cabackroads--Liard Hot Springs.
trip dates: August 22 through August 24, 2016.
There were only a couple of must visits on this trip. Liard Hot Springs was one of those. The attraction was the hot springs which are pretty special, but also design of the visitor facility which in the past has won awards. It is difficult to find facilities that protect the environment and provide a quality visiting experience for the public. I was pretty excited about seeing the facility first-hand.
I believe the facility was rebuilt in 2014. Here is a link that discusses the rebuilding of the facility: http://www.formline.ca/LIARD-RIVER-HOTSPRINGS
There is a boardwalk that leaves the parking area and it takes about a 10 minute walk to reach the hot springs. Notice that the boardwalk does not have any small rails to keep wheelchairs from rolling off the boardwalk.
After a short 10-15 minute walk you come up to the hot springs changing room and the bathrooms. The Canadians have yet to discover SST toilets. I am sure this part of the facility did not receive an award!
The hot springs are a very special place as these interpretive signs show. Interesting to have a snail only found in the area of the hot springs. It would be interesting to see the evolutionary history of the snail.
The bottom of the hot springs is lined with small round crushed gravel. Which makes it easy to walk inside the hot springs area. As seen in the photo above...it is hot. The upper end of the hot springs might be approachable if your really tough. In the three days I only saw one person that managed to get to the upper end.
The water temperature drops the farther downstream you go. So it is pretty simple to find the perfect temperature. Out in the middle of the pond there are even a couple of benches that you can sit on and be pretty much totally submerged.
There are plenty of steps to get you into "hot" water. I was sitting on one of the underwater benches and started looking around for handicapped access to the hot springs.
It didn't take but a few glances around the pool to notice that there was NO access for people not blessed with perfect health. I found it hard to believe that a recreation facility built only a couple of years ago in a advanced country like Canada did not provide universal access to one of its most important recreation sites in northern British Columbia.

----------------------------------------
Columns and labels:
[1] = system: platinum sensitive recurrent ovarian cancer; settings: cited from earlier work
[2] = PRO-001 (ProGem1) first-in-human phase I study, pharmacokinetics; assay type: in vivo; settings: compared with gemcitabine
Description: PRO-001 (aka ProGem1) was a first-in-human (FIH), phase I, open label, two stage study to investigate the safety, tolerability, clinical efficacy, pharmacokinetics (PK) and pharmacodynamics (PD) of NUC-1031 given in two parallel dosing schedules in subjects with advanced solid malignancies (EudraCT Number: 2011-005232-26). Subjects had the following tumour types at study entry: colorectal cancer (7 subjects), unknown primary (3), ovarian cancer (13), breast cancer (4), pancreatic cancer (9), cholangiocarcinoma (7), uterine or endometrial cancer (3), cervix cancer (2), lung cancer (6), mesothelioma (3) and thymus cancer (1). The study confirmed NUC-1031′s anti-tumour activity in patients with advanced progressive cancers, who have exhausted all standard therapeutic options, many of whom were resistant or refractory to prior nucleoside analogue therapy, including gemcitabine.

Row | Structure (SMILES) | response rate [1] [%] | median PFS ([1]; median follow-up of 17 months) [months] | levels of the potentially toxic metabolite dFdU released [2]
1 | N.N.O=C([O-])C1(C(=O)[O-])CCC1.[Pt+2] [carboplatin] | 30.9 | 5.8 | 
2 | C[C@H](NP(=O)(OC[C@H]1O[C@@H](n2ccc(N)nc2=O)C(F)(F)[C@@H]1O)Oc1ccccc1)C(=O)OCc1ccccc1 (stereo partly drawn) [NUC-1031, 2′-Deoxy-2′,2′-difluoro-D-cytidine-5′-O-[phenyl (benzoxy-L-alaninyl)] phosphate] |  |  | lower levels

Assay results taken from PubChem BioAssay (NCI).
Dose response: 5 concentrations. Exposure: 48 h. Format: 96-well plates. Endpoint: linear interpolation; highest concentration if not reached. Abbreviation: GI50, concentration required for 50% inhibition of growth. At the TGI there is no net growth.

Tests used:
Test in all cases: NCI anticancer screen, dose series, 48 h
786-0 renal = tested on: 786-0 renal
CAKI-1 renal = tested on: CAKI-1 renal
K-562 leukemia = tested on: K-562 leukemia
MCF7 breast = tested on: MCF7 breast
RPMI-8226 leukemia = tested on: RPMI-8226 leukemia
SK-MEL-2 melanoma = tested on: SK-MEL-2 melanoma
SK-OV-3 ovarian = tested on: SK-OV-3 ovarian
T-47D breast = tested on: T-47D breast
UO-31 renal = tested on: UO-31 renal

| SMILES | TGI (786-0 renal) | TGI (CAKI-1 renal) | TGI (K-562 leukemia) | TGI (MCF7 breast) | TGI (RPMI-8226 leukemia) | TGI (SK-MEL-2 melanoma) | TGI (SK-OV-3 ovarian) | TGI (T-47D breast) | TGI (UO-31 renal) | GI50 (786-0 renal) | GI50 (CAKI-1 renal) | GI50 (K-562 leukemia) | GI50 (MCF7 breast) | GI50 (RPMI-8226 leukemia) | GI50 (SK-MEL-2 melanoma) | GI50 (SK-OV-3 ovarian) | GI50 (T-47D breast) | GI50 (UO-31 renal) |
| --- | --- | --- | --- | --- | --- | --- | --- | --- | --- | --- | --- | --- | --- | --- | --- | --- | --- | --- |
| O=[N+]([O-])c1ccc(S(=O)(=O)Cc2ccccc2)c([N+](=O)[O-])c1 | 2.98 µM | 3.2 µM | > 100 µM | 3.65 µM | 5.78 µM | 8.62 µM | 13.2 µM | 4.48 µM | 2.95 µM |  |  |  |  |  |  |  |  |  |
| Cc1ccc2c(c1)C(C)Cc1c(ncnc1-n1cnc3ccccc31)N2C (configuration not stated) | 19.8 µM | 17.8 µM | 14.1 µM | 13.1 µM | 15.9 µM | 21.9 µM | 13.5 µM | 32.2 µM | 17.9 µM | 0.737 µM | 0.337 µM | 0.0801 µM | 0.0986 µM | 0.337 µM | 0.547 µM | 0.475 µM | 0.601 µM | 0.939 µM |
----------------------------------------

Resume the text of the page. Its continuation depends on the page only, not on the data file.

A Park Ranger came through patrolling the site a couple of minutes later and I asked about access to the hot springs. His reply was the boardwalk was the "accessible" facility on site. That folks with disabilities could use the boardwalk. I pointed out that this was a hot springs and it seemed pointless to provide access up to the hot springs, but not the hot springs itself! He just shrugged.
I lived in Canada for a couple of years and I understand that most Canadians really do not want to be like the United States. But there are a few things from the states that could be incorporated into Canadian life. The Americans with Disabilities Act would be a wonderful place to start.
Universal access I first ran into it at a junior college in California that was built in 1968. The entire campus was accessible and the design so good that NOBODY noticed except those that needed the universal access. In fact, I first became aware when I asked an instructor why the campus had some many folks with disabilities attending the college.
That was 1968. Twenty-two years before the American with Disabilities Act passed in 1990. It is ok to do the right thing before it is required by law.
So a professional stop that I was looking forward to seeing, became a major disappointment. The design awards should be rescinded. There is no excuse for building facilities in 2014 that do not provide universal access.
The weather forecaster kept talking about a major change in the weather coming soon. It was late August, and that means in the mountains fall was getting ready to make its debut.